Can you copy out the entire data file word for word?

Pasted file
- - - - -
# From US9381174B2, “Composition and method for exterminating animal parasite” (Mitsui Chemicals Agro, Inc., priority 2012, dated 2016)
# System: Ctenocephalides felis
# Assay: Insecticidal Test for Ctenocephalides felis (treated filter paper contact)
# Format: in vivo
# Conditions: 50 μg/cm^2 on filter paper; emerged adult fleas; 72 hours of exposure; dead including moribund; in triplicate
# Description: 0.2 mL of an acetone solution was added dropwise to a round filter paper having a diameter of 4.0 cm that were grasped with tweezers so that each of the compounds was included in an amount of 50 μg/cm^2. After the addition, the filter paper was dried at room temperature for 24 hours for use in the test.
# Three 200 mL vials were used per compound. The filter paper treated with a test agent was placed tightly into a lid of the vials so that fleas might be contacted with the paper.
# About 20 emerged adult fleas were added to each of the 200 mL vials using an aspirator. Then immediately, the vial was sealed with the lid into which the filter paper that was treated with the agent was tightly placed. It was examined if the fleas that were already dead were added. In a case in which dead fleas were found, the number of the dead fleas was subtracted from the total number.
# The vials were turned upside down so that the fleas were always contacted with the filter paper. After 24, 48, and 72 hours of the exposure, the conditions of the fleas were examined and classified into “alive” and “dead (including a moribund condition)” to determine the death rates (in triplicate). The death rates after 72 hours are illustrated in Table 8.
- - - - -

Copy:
# From US9381174B2, “Composition and method for exterminating animal parasite” (Mitsui Chemicals Agro, Inc., priority 2012, dated 2016)
# System: Ctenocephalides felis
# Assay: Insecticidal Test for Ctenocephalides felis (treated filter paper contact)
# Format: in vivo
# Conditions: 50 μg/cm^2 on filter paper; emerged adult fleas; 72 hours of exposure; dead including moribund; in triplicate
# Description: 0.2 mL of an acetone solution was added dropwise to a round filter paper having a diameter of 4.0 cm that were grasped with tweezers so that each of the compounds was included in an amount of 50 μg/cm^2. After the addition, the filter paper was dried at room temperature for 24 hours for use in the test.
# Three 200 mL vials were used per compound. The filter paper treated with a test agent was placed tightly into a lid of the vials so that fleas might be contacted with the paper.
# About 20 emerged adult fleas were added to each of the 200 mL vials using an aspirator. Then immediately, the vial was sealed with the lid into which the filter paper that was treated with the agent was tightly placed. It was examined if the fleas that were already dead were added. In a case in which dead fleas were found, the number of the dead fleas was subtracted from the total number.
# The vials were turned upside down so that the fleas were always contacted with the filter paper. After 24, 48, and 72 hours of the exposure, the conditions of the fleas were examined and classified into “alive” and “dead (including a moribund condition)” to determine the death rates (in triplicate). The death rates after 72 hours are illustrated in Table 8.